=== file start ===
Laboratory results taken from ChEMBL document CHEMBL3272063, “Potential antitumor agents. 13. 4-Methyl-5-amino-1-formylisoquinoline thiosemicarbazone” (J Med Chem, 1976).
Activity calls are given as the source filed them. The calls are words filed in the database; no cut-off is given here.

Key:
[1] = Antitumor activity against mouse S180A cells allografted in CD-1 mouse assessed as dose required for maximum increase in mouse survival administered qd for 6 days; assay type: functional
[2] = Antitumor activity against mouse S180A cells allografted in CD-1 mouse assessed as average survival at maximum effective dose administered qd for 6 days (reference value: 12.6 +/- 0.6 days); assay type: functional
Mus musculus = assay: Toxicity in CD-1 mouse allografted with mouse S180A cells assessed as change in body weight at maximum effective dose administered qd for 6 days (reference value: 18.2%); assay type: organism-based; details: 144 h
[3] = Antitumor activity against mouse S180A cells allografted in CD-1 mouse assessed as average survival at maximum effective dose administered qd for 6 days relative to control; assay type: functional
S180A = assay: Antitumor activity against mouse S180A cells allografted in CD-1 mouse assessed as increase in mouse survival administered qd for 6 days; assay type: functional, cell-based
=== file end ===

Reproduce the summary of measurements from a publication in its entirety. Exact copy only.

Laboratory results taken from ChEMBL document CHEMBL3272063, “Potential antitumor agents. 13. 4-Methyl-5-amino-1-formylisoquinoline thiosemicarbazone” (J Med Chem, 1976).
Activity calls are given as the source filed them. The calls are words filed in the database; no cut-off is given here.

Key:
[1] = Antitumor activity against mouse S180A cells allografted in CD-1 mouse assessed as dose required for maximum increase in mouse survival administered qd for 6 days; assay type: functional
[2] = Antitumor activity against mouse S180A cells allografted in CD-1 mouse assessed as average survival at maximum effective dose administered qd for 6 days (reference value: 12.6 +/- 0.6 days); assay type: functional
Mus musculus = assay: Toxicity in CD-1 mouse allografted with mouse S180A cells assessed as change in body weight at maximum effective dose administered qd for 6 days (reference value: 18.2%); assay type: organism-based; details: 144 h
[3] = Antitumor activity against mouse S180A cells allografted in CD-1 mouse assessed as average survival at maximum effective dose administered qd for 6 days relative to control; assay type: functional
S180A = assay: Antitumor activity against mouse S180A cells allografted in CD-1 mouse assessed as increase in mouse survival administered qd for 6 days; assay type: functional, cell-based